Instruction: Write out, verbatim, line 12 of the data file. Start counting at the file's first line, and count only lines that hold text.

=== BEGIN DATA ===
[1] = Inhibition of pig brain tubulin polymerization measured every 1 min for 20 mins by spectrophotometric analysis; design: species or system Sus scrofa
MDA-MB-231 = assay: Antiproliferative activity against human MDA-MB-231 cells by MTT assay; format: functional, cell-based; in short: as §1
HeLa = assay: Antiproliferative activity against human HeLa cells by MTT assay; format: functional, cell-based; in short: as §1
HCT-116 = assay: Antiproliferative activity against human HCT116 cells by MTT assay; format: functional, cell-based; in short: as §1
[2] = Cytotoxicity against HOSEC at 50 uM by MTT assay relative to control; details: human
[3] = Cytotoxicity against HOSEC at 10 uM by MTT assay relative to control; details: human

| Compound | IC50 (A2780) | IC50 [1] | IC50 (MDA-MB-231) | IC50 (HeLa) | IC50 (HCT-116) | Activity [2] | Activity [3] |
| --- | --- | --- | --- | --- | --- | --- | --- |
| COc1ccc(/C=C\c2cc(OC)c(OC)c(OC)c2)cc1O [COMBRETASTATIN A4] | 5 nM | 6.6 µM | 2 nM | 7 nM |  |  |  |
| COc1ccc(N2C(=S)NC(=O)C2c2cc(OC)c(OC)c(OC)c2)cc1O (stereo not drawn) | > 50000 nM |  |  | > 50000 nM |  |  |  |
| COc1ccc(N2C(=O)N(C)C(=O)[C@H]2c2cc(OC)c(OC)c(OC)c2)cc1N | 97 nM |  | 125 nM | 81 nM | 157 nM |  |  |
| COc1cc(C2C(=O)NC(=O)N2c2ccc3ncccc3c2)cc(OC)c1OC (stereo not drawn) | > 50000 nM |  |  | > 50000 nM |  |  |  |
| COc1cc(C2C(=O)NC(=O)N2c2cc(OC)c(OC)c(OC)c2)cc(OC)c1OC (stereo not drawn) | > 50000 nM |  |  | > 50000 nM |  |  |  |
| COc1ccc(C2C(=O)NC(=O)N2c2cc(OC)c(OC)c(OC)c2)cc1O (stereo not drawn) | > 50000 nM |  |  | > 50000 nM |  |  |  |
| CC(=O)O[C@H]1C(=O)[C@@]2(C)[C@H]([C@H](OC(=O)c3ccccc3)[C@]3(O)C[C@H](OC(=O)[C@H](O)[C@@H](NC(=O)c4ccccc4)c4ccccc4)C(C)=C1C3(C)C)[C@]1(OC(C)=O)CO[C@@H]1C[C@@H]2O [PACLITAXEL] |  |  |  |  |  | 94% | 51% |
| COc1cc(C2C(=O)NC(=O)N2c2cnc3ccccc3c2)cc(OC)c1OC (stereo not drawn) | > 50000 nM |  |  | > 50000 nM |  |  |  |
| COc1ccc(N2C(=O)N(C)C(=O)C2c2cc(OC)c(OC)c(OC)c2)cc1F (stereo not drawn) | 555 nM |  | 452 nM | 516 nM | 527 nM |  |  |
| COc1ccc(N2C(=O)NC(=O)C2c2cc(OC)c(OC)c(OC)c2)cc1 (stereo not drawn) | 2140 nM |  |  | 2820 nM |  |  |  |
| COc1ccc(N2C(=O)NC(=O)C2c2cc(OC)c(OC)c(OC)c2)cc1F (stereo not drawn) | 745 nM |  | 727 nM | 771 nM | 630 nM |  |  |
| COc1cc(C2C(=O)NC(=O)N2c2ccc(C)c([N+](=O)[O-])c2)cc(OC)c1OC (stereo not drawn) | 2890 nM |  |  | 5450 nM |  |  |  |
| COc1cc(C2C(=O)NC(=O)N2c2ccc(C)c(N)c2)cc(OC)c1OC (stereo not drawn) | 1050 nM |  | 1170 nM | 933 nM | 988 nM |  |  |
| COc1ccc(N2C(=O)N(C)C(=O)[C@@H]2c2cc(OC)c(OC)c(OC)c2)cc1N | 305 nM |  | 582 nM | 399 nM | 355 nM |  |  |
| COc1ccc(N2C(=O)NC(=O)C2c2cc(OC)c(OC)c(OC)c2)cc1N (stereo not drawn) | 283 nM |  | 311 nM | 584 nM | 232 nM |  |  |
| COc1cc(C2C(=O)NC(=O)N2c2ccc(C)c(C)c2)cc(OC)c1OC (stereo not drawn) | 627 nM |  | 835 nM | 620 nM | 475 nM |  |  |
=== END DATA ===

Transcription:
| COc1cc(C2C(=O)NC(=O)N2c2ccc3ncccc3c2)cc(OC)c1OC (stereo not drawn) | > 50000 nM |  |  | > 50000 nM |  |  |  |